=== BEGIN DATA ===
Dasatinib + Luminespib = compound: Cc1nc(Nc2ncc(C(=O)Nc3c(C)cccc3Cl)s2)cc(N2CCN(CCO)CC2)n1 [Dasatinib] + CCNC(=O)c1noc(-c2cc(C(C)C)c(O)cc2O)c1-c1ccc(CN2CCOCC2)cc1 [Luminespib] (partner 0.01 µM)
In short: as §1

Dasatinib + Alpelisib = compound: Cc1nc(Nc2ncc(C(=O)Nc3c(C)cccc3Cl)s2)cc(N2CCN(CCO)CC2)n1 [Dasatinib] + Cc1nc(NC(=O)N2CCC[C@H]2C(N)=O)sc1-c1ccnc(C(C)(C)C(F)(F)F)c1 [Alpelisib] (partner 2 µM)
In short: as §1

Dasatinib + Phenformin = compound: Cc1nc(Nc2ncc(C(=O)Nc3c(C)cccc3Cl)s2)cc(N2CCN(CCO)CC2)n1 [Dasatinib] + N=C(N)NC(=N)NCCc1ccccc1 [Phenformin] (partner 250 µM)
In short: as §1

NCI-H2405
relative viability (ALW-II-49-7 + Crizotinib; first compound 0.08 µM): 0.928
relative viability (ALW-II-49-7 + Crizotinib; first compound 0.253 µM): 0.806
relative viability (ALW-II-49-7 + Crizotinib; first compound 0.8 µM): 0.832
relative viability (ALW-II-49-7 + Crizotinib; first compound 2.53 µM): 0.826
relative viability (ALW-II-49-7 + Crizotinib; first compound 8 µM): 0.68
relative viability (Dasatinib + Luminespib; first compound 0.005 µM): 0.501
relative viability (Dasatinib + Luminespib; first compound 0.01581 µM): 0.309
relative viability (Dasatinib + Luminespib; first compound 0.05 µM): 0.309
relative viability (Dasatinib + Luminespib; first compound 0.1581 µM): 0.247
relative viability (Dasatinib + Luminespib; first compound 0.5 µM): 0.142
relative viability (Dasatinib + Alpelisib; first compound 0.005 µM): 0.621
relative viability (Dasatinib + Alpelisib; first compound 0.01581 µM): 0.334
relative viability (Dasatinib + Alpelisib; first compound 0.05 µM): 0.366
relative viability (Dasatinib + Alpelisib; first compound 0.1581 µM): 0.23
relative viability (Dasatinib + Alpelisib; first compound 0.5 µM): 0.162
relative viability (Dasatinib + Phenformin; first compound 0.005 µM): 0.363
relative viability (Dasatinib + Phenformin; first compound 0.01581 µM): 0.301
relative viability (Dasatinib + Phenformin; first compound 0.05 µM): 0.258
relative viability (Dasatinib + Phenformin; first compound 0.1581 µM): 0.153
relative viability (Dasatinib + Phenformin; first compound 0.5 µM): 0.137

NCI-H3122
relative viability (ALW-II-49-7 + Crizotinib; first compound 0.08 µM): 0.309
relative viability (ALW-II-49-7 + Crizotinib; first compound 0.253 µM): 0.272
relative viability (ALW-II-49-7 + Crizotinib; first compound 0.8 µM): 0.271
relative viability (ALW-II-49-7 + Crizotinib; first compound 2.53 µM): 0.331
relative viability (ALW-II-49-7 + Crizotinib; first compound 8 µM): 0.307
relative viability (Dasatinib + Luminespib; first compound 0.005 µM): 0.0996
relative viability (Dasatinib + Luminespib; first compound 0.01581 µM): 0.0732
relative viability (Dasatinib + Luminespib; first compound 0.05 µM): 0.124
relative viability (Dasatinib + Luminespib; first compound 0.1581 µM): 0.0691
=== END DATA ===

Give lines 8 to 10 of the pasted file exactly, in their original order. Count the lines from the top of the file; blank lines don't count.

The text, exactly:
relative viability (ALW-II-49-7 + Crizotinib; first compound 0.08 µM): 0.928
relative viability (ALW-II-49-7 + Crizotinib; first compound 0.253 µM): 0.806
relative viability (ALW-II-49-7 + Crizotinib; first compound 0.8 µM): 0.832